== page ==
This past year I’ve been spending a lot of time studying the possibilities of ISO 55000, especially its long-term impact on the lubrication field. I was a bit skeptical at first. Now I view it as a game-changer to machinery asset management and the field of reliability in general. If you haven’t heard of ISO 55000, this might be a great time to get acquainted – very acquainted.
ISO 55000 is an international standard published by the International Organization for Standardization (ISO), created and approved by representatives from 10 countries, 50 organizations and 15 different industries. The foundational elements of ISO 55000 originate from the British Standards Institution (BSI) standard PAS 55. It provides an overarching framework for using modern principles of asset management to achieve a wide range of precisely defined organizational objectives.
An asset, by definition, is anything that has future value. Plant machinery and equipment are most commonly referred to as assets. However, people are assets too, as is software, intellectual property (e.g., patents and trademarks), knowledge/skills, goodwill and so much more. In a nutshell, asset management can probably be best summed up by the following sentences excerpted from ISO 55000. Certain words are italicized to emphasize concepts and themes that I will further develop in this and future columns.
“Asset management involves the balancing of costs, opportunities and risks against the desired performance of assets, to achieve the organizational objectives.”
“An asset management system provides a structured approach for the development, coordination and control of activities undertaken on assets by the organization over different life cycle stages, and for aligning these activities with its organizational objectives.”
ISO 55000 has many similarities to ISO 9000, which focuses on quality management and assurance. More than 1 million organizations are now certified by ISO 9000 worldwide. Conversely, ISO 55000 is written in the context of asset management and its many familiar subcategories. These subcategories include reliability, reliability-centered maintenance (RCM), total productive maintenance (TPM), preventive maintenance, predictive maintenance, proactive maintenance, oil analysis, lubrication, etc.
There are three parts to this standard, which are listed below. For simplicity, my reference to ISO 55000 in this column includes the three parts collectively:
The adoption of ISO 55000 (all three parts) “enables an organization to achieve its objectives through the effective and efficient management of its assets ... consistently and sustainably over time.” This process can be distilled down to six key actionable elements. These are shown in the table above and flow like a sequence of steps. Although the steps suggest a beginning and an end, asset management is a living, continuous journey with no ultimate finality.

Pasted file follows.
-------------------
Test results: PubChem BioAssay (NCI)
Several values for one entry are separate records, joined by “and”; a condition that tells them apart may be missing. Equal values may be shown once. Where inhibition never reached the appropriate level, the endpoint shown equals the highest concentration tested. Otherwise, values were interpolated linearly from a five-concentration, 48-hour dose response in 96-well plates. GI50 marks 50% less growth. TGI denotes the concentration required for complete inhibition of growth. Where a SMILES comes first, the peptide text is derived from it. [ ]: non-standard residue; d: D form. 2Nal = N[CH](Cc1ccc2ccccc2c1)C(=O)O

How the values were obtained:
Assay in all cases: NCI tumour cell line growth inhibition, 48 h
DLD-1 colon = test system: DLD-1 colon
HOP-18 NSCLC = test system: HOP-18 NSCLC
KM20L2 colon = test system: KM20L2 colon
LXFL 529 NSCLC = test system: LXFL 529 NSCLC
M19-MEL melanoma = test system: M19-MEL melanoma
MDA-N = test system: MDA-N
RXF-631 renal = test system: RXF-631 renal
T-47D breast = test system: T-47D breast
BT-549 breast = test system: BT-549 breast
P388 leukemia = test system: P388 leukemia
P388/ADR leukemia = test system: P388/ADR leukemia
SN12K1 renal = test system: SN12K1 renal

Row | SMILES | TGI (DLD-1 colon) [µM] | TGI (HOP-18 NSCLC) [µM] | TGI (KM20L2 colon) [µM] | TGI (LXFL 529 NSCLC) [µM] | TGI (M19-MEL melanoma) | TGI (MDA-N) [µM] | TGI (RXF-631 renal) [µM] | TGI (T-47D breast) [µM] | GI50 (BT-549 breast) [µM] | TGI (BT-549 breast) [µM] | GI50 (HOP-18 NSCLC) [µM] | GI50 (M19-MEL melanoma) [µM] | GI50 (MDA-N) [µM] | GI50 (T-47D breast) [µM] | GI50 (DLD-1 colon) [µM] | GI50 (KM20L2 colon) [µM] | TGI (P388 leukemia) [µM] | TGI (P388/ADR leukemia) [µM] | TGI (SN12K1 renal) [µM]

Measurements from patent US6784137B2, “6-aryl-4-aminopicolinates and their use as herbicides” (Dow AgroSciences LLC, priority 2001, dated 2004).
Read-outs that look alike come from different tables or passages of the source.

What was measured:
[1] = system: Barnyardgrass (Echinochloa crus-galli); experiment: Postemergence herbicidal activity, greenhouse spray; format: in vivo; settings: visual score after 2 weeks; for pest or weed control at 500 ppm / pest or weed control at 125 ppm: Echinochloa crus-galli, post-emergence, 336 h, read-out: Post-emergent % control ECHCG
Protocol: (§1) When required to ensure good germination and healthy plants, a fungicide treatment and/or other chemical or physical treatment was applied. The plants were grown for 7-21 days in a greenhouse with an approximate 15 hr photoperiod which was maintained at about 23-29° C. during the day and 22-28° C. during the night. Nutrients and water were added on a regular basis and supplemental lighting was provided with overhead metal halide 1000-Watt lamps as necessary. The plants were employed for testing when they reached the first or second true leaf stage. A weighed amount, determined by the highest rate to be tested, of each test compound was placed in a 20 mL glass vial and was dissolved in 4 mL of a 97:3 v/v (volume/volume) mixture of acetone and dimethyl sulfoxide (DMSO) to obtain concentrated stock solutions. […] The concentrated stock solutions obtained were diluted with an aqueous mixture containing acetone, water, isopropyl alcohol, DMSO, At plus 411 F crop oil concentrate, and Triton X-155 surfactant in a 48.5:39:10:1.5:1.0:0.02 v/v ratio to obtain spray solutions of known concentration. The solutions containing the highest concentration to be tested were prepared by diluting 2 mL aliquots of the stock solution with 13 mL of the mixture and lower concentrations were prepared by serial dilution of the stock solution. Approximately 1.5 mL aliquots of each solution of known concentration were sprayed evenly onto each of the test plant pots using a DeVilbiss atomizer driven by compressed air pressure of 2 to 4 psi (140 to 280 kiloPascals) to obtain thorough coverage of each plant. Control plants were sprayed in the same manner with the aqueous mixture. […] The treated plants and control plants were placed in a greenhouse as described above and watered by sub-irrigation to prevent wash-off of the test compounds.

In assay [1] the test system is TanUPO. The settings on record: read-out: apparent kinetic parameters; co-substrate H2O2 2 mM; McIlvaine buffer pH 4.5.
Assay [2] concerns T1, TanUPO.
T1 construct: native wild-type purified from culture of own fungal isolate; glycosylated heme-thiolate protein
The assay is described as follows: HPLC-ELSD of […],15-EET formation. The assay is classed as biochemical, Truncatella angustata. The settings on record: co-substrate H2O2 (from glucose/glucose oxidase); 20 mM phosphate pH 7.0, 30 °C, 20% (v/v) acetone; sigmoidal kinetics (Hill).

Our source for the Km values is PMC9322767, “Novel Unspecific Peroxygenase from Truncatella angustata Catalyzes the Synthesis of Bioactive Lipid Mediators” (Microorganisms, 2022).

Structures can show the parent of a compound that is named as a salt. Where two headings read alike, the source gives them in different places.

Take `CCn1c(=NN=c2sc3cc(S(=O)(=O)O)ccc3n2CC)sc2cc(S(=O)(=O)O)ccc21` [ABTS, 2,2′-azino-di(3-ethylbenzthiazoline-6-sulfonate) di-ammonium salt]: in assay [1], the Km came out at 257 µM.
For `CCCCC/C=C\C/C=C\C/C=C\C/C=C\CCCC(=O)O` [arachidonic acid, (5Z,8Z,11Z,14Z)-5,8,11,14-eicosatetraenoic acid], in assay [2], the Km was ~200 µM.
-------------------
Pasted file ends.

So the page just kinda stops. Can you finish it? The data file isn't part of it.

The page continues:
The fourth column in the table is my effort to restate each step element in the context of machinery lubrication. To the far right are the individual chapters (from ISO 55001) corresponding to the elements. A copy of this standard can be obtained via the ISO website (www.iso.org).
Think of ISO 55000 as a detailed framework, like a template or programmatic checklist, for writing an engineering specification for lubrication excellence. The foundation for the framework is rooted in well-tested organizational principles such as management of change, management science, process control, quality assurance and many others.
ISO 55000 doesn’t advise you on needed lubrication improvements in your plant. In fact, I was unable to find the words lubricant or lubrication anywhere in this document (nearly 80 pages). Yet, for machinery-intensive organizations, reliability is intensely related to lubrication. Reliability and machinery asset management require enablers. There is no better enabler than lubrication excellence.
The concept of optimum and balance is a fundamental principle to achieving lubrication excellence and compliance to ISO 55000. However, this standard doesn’t define optimum but rather guides you, or your organization, in seeking and defining optimum based on many factors and constraints that surround each decision. These are unique to your plant, work environment and individual machines. They generally include overall machine criticality (likelihood and consequence of failure), failure mode ranking by likelihood and severity (FMEA), the range of available options (to each decision), the ability to successfully implement/execute the options, and budget/resource constraints.